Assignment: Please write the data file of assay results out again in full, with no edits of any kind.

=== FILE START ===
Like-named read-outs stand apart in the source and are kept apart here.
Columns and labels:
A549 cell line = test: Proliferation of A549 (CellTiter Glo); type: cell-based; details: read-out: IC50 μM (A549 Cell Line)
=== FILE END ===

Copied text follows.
Like-named read-outs stand apart in the source and are kept apart here.
Columns and labels:
A549 cell line = test: Proliferation of A549 (CellTiter Glo); type: cell-based; details: read-out: IC50 μM (A549 Cell Line)